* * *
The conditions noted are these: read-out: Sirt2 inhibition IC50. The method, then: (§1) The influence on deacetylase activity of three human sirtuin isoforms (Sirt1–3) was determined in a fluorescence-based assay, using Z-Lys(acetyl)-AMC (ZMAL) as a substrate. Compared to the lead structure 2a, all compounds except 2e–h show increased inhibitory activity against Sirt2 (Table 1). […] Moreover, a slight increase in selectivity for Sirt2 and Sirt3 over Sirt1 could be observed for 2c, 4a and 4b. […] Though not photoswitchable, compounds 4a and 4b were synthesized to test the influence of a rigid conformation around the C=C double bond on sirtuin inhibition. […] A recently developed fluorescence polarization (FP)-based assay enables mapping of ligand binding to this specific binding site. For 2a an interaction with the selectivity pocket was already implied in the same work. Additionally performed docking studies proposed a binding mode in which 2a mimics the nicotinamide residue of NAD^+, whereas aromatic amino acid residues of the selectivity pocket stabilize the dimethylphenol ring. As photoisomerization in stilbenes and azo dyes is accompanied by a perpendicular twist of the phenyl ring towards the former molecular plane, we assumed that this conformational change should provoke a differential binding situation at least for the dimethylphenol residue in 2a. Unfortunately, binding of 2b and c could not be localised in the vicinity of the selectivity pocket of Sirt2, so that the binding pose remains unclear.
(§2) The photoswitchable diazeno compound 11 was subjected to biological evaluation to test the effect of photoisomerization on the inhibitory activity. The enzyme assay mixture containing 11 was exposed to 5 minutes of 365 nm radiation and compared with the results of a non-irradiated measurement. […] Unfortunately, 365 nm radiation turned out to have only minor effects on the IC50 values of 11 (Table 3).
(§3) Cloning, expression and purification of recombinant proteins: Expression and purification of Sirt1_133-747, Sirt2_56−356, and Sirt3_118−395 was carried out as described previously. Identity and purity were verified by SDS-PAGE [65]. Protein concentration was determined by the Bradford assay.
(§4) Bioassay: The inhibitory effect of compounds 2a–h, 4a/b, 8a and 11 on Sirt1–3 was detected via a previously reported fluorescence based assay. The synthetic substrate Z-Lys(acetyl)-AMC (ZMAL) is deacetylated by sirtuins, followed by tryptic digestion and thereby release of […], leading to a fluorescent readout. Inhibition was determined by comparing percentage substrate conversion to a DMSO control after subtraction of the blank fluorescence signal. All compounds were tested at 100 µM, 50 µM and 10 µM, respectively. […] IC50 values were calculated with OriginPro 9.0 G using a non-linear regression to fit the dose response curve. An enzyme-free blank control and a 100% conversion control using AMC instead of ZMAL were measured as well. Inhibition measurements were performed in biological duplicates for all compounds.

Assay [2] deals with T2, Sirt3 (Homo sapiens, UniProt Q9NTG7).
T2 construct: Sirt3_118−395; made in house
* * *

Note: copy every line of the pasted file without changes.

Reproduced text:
The conditions noted are these: read-out: Sirt2 inhibition IC50. The method, then: (§1) The influence on deacetylase activity of three human sirtuin isoforms (Sirt1–3) was determined in a fluorescence-based assay, using Z-Lys(acetyl)-AMC (ZMAL) as a substrate. Compared to the lead structure 2a, all compounds except 2e–h show increased inhibitory activity against Sirt2 (Table 1). […] Moreover, a slight increase in selectivity for Sirt2 and Sirt3 over Sirt1 could be observed for 2c, 4a and 4b. […] Though not photoswitchable, compounds 4a and 4b were synthesized to test the influence of a rigid conformation around the C=C double bond on sirtuin inhibition. […] A recently developed fluorescence polarization (FP)-based assay enables mapping of ligand binding to this specific binding site. For 2a an interaction with the selectivity pocket was already implied in the same work. Additionally performed docking studies proposed a binding mode in which 2a mimics the nicotinamide residue of NAD^+, whereas aromatic amino acid residues of the selectivity pocket stabilize the dimethylphenol ring. As photoisomerization in stilbenes and azo dyes is accompanied by a perpendicular twist of the phenyl ring towards the former molecular plane, we assumed that this conformational change should provoke a differential binding situation at least for the dimethylphenol residue in 2a. Unfortunately, binding of 2b and c could not be localised in the vicinity of the selectivity pocket of Sirt2, so that the binding pose remains unclear.
(§2) The photoswitchable diazeno compound 11 was subjected to biological evaluation to test the effect of photoisomerization on the inhibitory activity. The enzyme assay mixture containing 11 was exposed to 5 minutes of 365 nm radiation and compared with the results of a non-irradiated measurement. […] Unfortunately, 365 nm radiation turned out to have only minor effects on the IC50 values of 11 (Table 3).
(§3) Cloning, expression and purification of recombinant proteins: Expression and purification of Sirt1_133-747, Sirt2_56−356, and Sirt3_118−395 was carried out as described previously. Identity and purity were verified by SDS-PAGE [65]. Protein concentration was determined by the Bradford assay.
(§4) Bioassay: The inhibitory effect of compounds 2a–h, 4a/b, 8a and 11 on Sirt1–3 was detected via a previously reported fluorescence based assay. The synthetic substrate Z-Lys(acetyl)-AMC (ZMAL) is deacetylated by sirtuins, followed by tryptic digestion and thereby release of […], leading to a fluorescent readout. Inhibition was determined by comparing percentage substrate conversion to a DMSO control after subtraction of the blank fluorescence signal. All compounds were tested at 100 µM, 50 µM and 10 µM, respectively. […] IC50 values were calculated with OriginPro 9.0 G using a non-linear regression to fit the dose response curve. An enzyme-free blank control and a 100% conversion control using AMC instead of ZMAL were measured as well. Inhibition measurements were performed in biological duplicates for all compounds.

Assay [2] deals with T2, Sirt3 (Homo sapiens, UniProt Q9NTG7).
T2 construct: Sirt3_118−395; made in house